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Bond Values and Interest Rates Changes

Bond values are determined in the marketplace and those values change in the opposite direction of interest rate changes. When interest rates rise, bond values fall. When interest rates fall, bond values rise. The magnitude of the change in values is greatly influenced by the length of time until the bond’s maturity. The longer time until maturity, the greater the change.

Most people invest in bonds to receive the periodic interest payments and intend to hold them to maturity. In that situation, changes in interest rate conditions (and resulting changes in bond values) probably have very little, if any, impact on the bond owner. They will still get their interest payments, and on maturity of the bond, the principal is returned.

However, some investors may need to sell their bonds before maturity and are subject to this type of risk, often referred to as "interest rate" risk.

Is this important to you?
Probably not, if you own bonds and intend to keep them until maturity. If there is a chance you may need to sell a bond investment before maturity, consider owning bonds with shorter maturities. Shorter maturities mean the impact of an unexpected rise in rates will not be as great. You may end up accepting a somewhat lower interest rate, but you will reduce your interest rate risk.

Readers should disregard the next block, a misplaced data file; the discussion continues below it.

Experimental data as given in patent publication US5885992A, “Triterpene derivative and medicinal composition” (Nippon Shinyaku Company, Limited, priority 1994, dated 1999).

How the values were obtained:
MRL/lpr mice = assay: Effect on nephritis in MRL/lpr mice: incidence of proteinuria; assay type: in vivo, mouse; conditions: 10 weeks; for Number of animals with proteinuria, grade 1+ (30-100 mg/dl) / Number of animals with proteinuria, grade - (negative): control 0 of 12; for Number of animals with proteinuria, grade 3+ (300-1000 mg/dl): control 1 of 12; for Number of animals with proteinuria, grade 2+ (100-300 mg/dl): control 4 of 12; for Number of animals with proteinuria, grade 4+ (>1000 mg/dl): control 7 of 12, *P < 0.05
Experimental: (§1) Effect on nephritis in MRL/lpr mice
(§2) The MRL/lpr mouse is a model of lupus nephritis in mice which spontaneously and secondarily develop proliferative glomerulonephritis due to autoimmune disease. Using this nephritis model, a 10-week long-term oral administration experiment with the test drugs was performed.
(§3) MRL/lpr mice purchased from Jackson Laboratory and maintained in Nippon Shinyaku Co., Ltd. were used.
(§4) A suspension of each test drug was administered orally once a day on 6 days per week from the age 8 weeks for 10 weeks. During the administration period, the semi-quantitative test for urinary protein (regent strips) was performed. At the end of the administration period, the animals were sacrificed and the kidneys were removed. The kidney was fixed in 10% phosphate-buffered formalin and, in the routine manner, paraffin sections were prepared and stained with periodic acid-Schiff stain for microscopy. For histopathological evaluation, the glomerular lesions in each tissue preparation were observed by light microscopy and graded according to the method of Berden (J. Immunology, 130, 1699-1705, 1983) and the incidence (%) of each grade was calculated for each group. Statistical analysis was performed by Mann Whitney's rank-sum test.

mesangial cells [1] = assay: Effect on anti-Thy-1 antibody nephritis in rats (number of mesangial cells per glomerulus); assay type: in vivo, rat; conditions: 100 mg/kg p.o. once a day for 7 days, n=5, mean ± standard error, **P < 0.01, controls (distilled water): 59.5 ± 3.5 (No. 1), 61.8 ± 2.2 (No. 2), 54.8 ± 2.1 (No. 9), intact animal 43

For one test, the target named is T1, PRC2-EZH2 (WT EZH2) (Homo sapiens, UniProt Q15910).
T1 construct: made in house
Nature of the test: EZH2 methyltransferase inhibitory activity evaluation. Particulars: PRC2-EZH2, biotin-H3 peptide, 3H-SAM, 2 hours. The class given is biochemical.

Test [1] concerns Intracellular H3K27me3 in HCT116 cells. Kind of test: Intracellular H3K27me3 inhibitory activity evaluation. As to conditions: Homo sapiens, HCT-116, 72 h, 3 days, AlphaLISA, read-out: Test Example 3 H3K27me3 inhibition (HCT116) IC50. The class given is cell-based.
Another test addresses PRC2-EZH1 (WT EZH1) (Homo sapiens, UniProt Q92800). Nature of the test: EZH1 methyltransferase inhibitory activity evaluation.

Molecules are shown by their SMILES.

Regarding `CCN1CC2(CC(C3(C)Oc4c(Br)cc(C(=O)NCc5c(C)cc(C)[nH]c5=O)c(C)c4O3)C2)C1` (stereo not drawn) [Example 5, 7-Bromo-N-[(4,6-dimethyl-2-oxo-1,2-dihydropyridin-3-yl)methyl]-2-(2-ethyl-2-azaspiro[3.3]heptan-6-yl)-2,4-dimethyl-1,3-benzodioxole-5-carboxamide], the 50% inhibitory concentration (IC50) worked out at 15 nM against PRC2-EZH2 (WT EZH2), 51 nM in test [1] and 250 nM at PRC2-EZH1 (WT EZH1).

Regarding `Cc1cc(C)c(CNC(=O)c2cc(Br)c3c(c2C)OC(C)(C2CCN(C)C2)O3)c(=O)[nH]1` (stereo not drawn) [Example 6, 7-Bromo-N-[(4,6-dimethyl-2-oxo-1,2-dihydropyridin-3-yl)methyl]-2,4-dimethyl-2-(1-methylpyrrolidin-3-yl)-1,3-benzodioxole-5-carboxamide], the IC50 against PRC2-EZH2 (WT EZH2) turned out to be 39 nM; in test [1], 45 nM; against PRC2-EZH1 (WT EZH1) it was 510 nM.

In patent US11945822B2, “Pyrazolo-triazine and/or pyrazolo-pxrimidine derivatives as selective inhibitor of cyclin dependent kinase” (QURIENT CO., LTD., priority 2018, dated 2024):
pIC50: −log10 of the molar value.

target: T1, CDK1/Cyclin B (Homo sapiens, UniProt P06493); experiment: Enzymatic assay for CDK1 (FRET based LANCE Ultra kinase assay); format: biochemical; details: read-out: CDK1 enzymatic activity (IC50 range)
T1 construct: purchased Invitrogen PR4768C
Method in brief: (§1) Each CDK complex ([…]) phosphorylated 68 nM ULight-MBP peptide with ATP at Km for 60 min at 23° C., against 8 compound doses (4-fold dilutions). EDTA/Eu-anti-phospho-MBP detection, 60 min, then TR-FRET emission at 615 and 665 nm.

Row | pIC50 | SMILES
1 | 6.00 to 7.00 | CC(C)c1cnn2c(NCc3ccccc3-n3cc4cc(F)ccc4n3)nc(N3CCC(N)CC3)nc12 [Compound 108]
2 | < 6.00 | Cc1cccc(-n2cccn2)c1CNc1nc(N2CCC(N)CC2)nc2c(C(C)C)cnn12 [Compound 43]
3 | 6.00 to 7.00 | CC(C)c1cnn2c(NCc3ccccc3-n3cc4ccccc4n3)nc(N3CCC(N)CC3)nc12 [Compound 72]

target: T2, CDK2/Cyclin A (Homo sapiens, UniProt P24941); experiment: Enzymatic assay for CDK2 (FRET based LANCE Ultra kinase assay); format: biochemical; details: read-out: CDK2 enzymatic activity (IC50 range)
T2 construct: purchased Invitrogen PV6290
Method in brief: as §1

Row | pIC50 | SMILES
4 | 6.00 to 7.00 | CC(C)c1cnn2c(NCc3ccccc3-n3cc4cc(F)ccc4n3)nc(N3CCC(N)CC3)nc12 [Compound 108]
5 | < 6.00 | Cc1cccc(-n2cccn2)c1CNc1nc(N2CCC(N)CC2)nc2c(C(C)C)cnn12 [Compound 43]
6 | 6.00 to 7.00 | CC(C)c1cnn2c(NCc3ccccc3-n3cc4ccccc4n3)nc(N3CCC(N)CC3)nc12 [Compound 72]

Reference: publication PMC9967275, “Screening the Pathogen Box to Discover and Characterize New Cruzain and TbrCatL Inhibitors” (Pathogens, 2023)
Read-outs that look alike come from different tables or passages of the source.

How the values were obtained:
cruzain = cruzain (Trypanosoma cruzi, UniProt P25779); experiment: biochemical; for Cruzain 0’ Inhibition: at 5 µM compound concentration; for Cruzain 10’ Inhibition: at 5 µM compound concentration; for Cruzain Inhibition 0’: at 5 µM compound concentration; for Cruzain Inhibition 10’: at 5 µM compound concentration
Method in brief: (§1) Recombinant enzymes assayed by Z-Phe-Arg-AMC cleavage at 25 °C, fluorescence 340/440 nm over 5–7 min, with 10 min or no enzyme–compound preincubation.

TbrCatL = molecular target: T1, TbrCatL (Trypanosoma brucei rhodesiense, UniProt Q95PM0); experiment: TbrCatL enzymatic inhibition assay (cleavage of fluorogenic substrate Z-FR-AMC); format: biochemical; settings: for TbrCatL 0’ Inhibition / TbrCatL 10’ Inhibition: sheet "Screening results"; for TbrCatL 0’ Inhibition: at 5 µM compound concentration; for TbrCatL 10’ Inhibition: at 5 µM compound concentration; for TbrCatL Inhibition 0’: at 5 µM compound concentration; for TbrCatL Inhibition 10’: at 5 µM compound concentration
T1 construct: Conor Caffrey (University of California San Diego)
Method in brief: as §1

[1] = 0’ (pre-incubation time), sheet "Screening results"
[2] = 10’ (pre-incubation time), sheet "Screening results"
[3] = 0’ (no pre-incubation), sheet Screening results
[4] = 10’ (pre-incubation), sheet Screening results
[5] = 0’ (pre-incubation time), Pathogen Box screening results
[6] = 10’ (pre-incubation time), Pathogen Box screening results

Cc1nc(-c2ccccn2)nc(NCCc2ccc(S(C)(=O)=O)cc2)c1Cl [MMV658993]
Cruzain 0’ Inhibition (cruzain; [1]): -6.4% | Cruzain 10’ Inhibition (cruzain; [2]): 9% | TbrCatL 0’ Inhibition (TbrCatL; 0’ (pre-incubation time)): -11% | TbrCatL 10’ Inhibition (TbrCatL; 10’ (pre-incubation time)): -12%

You also should consider interest rate risk when choosing a bond mutual fund. There are many funds available with different maturity objectives. Choosing a fund with shorter or intermediate maturities can reduce the risk of the fund’s value dropping if interest rates rise.

What should you do?
First, remember the following when choosing your bond investments: Interest rate risk exists for all types of bonds. Second, consult with your investment advisor to help choose the bonds best-suited to your needs. Also, if you are buying a bond mutual fund, be sure to read the prospectus and other materials describing the fund.

This content has been provided by Practical Money Skills and is intended to serve as a general guideline.